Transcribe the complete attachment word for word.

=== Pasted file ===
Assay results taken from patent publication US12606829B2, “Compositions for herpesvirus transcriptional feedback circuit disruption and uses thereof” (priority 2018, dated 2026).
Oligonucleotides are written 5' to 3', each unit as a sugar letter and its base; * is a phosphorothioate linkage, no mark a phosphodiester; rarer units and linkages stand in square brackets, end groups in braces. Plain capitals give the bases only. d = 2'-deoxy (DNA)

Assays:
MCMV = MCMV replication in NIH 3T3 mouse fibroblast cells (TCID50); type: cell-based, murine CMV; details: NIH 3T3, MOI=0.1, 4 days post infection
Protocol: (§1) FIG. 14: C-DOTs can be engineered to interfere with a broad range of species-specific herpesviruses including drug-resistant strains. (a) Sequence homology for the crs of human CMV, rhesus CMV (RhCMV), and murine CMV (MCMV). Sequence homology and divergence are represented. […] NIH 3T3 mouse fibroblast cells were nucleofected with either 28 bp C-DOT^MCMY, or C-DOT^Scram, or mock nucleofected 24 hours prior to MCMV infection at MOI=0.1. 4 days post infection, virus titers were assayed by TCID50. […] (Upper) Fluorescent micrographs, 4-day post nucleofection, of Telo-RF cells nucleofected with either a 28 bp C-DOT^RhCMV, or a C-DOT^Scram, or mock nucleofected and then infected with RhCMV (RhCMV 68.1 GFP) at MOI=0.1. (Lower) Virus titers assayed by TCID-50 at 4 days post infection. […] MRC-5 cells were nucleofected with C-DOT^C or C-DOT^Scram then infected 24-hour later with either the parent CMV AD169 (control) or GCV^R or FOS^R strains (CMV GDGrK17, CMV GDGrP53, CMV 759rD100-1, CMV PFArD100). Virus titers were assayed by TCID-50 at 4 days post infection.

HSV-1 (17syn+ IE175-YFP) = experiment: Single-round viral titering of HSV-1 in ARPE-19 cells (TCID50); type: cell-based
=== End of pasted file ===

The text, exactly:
Assay results taken from patent publication US12606829B2, “Compositions for herpesvirus transcriptional feedback circuit disruption and uses thereof” (priority 2018, dated 2026).
Oligonucleotides are written 5' to 3', each unit as a sugar letter and its base; * is a phosphorothioate linkage, no mark a phosphodiester; rarer units and linkages stand in square brackets, end groups in braces. Plain capitals give the bases only. d = 2'-deoxy (DNA)

Assays:
MCMV = MCMV replication in NIH 3T3 mouse fibroblast cells (TCID50); type: cell-based, murine CMV; details: NIH 3T3, MOI=0.1, 4 days post infection
Protocol: (§1) FIG. 14: C-DOTs can be engineered to interfere with a broad range of species-specific herpesviruses including drug-resistant strains. (a) Sequence homology for the crs of human CMV, rhesus CMV (RhCMV), and murine CMV (MCMV). Sequence homology and divergence are represented. […] NIH 3T3 mouse fibroblast cells were nucleofected with either 28 bp C-DOT^MCMY, or C-DOT^Scram, or mock nucleofected 24 hours prior to MCMV infection at MOI=0.1. 4 days post infection, virus titers were assayed by TCID50. […] (Upper) Fluorescent micrographs, 4-day post nucleofection, of Telo-RF cells nucleofected with either a 28 bp C-DOT^RhCMV, or a C-DOT^Scram, or mock nucleofected and then infected with RhCMV (RhCMV 68.1 GFP) at MOI=0.1. (Lower) Virus titers assayed by TCID-50 at 4 days post infection. […] MRC-5 cells were nucleofected with C-DOT^C or C-DOT^Scram then infected 24-hour later with either the parent CMV AD169 (control) or GCV^R or FOS^R strains (CMV GDGrK17, CMV GDGrP53, CMV 759rD100-1, CMV PFArD100). Virus titers were assayed by TCID-50 at 4 days post infection.

HSV-1 (17syn+ IE175-YFP) = experiment: Single-round viral titering of HSV-1 in ARPE-19 cells (TCID50); type: cell-based